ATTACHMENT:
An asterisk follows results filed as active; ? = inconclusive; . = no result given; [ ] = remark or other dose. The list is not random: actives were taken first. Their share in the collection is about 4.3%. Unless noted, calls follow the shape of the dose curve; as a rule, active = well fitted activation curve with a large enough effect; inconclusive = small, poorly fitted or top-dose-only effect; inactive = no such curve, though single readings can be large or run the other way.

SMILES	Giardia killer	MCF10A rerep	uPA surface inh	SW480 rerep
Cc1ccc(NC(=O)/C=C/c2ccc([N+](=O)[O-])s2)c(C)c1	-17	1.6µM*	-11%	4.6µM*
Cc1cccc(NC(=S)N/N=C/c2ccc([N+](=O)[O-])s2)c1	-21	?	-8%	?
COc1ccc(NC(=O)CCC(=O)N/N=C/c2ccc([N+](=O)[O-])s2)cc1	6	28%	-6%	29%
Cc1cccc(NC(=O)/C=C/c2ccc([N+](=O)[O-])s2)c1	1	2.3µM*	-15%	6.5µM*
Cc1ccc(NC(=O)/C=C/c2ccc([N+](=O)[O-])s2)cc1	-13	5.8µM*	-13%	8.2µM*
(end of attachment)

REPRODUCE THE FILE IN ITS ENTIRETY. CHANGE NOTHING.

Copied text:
An asterisk follows results filed as active; ? = inconclusive; . = no result given; [ ] = remark or other dose. The list is not random: actives were taken first. Their share in the collection is about 4.3%. Unless noted, calls follow the shape of the dose curve; as a rule, active = well fitted activation curve with a large enough effect; inconclusive = small, poorly fitted or top-dose-only effect; inactive = no such curve, though single readings can be large or run the other way.

SMILES	Giardia killer	MCF10A rerep	uPA surface inh	SW480 rerep
Cc1ccc(NC(=O)/C=C/c2ccc([N+](=O)[O-])s2)c(C)c1	-17	1.6µM*	-11%	4.6µM*
Cc1cccc(NC(=S)N/N=C/c2ccc([N+](=O)[O-])s2)c1	-21	?	-8%	?
COc1ccc(NC(=O)CCC(=O)N/N=C/c2ccc([N+](=O)[O-])s2)cc1	6	28%	-6%	29%
Cc1cccc(NC(=O)/C=C/c2ccc([N+](=O)[O-])s2)c1	1	2.3µM*	-15%	6.5µM*
Cc1ccc(NC(=O)/C=C/c2ccc([N+](=O)[O-])s2)cc1	-13	5.8µM*	-13%	8.2µM*